Main deliverables of the JIP were the subsea VSD, subsea medium voltage (MV) switchgear, subsea control and low voltage distribution, and to demonstrate to the industry that all could run without intervention for many years. All project qualification activities followed recommendations and technology readiness level (TRL) stages defined in DNV RP-A203, for components, equipment, and assemblies in offshore hydrocarbon exploration and exploitation. To ensure compact and reliable solutions, ABB selected oil-filled pressure compensated tanks for enclosure of the VSD and switchgear. All components were tested thoroughly at the full pressure they would encounter at the target water depth. One of the primary concerns was ensuring the design of the equipment minimized production downtime and the need for subsequent retrievals.

The JIP’s base case was a subsea power system with a subsea switchgear feeding four VSD loads at a water depth of 3,000 m. The API TRL4 full-scale prototypes included four-feeder subsea switchgear, two MV subsea power drives with input transformers, and a subsea control module with the subsea protection relay. Each prototype underwent various tests before launch into shallow waters at the Vaasa quayside for the final 3,000-hr high-power demonstration, which would test and confirm the thermal properties and marinization of the equipment.

Within the subsea control system there are main assemblies for power distribution, conversion, auxiliary supply and control for a ruggedized subsea electrical power supply for longer distances and deeper waters. According to ABB, it is based on field-proven, existing control solutions but still needed to be modified for qualification in a subsea environment, with a brand new enclosure design and a more advanced penetrator solution. The end-result, the company claims, provides more advanced functionality and is much more powerful than any previous subsea controllers. Use of wiring is more extensive and the new control topology will involve employing large-scale fiber optical signal distribution between subsea units. The main challenge was to qualify all the individual components and ensure they could work together as a system, including the Master Control Station and all other topside equipment used for operation, configuration, maintenance, and troubleshooting, plus validation of the associated software.

After investigating potential adaptations of existing controllers, ABB ended up combining the proven electronic circuitry and functionality of its standard ABB PEC controller with an updated and new PCBA (printed circuit board assembly) form factor and a new electronic layout. The design was subsequently altered to improve the PCBA’s dynamic response to vibration, and after comprehensive testing of single electronic boards, the next step was to test different assembly design concepts based on multiple boards to create a complete controller. These test results provided the basis for a new set of rules and guidelines for the design, layout, mechanical mounting and support of electronic boards for subsea use.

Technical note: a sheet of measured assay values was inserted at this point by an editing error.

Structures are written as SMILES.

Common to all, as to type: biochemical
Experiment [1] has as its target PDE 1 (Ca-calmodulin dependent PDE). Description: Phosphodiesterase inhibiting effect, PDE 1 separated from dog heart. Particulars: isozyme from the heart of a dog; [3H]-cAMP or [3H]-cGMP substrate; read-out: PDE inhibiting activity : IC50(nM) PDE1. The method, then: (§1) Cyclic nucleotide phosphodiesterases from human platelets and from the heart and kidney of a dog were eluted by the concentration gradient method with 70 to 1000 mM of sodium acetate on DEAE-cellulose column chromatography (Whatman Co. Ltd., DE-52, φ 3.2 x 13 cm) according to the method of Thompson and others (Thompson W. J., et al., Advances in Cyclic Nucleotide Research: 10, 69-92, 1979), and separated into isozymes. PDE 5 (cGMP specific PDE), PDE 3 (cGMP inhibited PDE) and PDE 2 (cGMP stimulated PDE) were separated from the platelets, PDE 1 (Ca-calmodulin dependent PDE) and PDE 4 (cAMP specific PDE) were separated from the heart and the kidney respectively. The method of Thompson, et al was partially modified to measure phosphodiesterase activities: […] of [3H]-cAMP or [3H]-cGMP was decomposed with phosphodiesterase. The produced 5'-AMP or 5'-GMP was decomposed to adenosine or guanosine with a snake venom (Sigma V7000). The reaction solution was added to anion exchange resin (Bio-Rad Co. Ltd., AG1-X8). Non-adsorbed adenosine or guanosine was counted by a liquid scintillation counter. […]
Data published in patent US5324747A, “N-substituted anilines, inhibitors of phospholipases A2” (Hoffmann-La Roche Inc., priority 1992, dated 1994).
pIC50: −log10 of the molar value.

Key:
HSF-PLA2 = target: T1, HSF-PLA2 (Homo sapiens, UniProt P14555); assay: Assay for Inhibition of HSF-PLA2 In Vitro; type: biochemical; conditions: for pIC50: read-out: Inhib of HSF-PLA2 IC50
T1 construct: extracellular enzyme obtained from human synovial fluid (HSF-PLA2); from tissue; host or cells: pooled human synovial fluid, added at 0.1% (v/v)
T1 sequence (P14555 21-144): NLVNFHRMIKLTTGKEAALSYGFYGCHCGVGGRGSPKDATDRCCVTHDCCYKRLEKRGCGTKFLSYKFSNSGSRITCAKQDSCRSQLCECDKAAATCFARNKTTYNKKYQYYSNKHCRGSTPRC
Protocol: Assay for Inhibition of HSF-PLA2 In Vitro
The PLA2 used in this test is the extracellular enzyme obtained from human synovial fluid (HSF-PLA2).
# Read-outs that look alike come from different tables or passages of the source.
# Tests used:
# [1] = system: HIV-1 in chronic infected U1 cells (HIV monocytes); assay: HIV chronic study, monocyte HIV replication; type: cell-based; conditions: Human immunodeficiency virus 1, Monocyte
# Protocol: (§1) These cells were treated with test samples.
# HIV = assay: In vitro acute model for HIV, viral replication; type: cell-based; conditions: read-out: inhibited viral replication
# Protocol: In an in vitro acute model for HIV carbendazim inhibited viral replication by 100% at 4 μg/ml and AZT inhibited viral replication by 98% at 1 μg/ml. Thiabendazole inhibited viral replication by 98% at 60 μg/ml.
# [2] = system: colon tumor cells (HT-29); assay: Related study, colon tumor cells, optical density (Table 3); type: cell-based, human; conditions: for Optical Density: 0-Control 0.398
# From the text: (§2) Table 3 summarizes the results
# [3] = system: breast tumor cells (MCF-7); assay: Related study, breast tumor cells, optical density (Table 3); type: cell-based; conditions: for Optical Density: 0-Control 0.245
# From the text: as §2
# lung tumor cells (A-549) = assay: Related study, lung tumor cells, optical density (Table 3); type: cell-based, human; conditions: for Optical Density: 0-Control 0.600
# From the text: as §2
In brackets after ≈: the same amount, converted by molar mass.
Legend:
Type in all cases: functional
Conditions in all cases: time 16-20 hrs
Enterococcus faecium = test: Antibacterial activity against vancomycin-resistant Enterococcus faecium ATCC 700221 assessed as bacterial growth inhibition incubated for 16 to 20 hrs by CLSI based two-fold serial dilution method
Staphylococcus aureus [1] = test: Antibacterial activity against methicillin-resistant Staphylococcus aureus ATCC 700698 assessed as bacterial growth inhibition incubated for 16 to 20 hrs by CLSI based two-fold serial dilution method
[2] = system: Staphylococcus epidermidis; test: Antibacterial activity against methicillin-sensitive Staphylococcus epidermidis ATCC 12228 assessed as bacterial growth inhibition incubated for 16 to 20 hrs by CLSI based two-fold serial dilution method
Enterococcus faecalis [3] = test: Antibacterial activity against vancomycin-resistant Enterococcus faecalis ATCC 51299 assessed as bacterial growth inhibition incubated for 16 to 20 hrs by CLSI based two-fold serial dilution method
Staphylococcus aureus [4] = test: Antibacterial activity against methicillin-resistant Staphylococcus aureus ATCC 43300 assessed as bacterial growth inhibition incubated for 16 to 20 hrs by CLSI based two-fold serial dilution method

The program of intense testing and prototyping led to a reliable and stable subsea controller which, according to the company, performed beyond expectations. During the vibration testing and development of all components, all failures that came to light were shared with the project partners, drawing on their experiences to determine the potential impact of a fault. ABB also worked with its sub-suppliers to analyze the causes and to determine rectification measures, with additional stress testing undertaken that often exceeded requirements in the qualification specification, the purpose being to ensure a comfortable design margin. Once the PEC controller and the other control boards had passed the board level qualification they were assembled into a complete unit, the SEM, which also needed to be tested and qualified.

The subsea VSD is critical for controlling the speed and the torque of the subsea motors for seawater injection, boosting and compression. ABB’s base case was induction-type pump motors but in special cases, permanent magnet types could also come under consideration. The design of the subsea is fully pressure-compensated: its enclosure is oil-filled and pressure-compensated, with the hydrostatic pressure of the seawater acting on the oil to maintain the ambient pressure inside the enclosure. All power components are cooled by natural convection of the oil, with the head transferred to the surrounding seawater. In addition, the oil provides electrical insulation and meets the specifications for ABB power transformers.